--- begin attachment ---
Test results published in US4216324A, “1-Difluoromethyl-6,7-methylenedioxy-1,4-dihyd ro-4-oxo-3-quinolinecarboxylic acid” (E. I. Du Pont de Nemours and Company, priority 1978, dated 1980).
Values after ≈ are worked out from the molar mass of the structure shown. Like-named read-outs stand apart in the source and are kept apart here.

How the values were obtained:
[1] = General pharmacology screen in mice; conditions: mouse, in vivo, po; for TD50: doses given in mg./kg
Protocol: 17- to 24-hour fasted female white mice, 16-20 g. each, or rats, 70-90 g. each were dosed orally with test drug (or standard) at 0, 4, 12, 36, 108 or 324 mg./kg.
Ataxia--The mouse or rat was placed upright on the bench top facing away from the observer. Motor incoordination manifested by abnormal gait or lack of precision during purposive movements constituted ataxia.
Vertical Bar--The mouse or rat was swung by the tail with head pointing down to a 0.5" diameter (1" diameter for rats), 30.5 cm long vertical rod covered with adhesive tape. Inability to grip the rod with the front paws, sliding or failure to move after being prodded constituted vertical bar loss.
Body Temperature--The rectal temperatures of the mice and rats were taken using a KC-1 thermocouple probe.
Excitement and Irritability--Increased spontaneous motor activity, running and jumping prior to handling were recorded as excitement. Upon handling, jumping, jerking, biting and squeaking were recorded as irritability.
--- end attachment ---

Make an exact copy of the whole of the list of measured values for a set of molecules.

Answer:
Test results published in US4216324A, “1-Difluoromethyl-6,7-methylenedioxy-1,4-dihyd ro-4-oxo-3-quinolinecarboxylic acid” (E. I. Du Pont de Nemours and Company, priority 1978, dated 1980).
Values after ≈ are worked out from the molar mass of the structure shown. Like-named read-outs stand apart in the source and are kept apart here.

How the values were obtained:
[1] = General pharmacology screen in mice; conditions: mouse, in vivo, po; for TD50: doses given in mg./kg
Protocol: 17- to 24-hour fasted female white mice, 16-20 g. each, or rats, 70-90 g. each were dosed orally with test drug (or standard) at 0, 4, 12, 36, 108 or 324 mg./kg.
Ataxia--The mouse or rat was placed upright on the bench top facing away from the observer. Motor incoordination manifested by abnormal gait or lack of precision during purposive movements constituted ataxia.
Vertical Bar--The mouse or rat was swung by the tail with head pointing down to a 0.5" diameter (1" diameter for rats), 30.5 cm long vertical rod covered with adhesive tape. Inability to grip the rod with the front paws, sliding or failure to move after being prodded constituted vertical bar loss.
Body Temperature--The rectal temperatures of the mice and rats were taken using a KC-1 thermocouple probe.
Excitement and Irritability--Increased spontaneous motor activity, running and jumping prior to handling were recorded as excitement. Upon handling, jumping, jerking, biting and squeaking were recorded as irritability.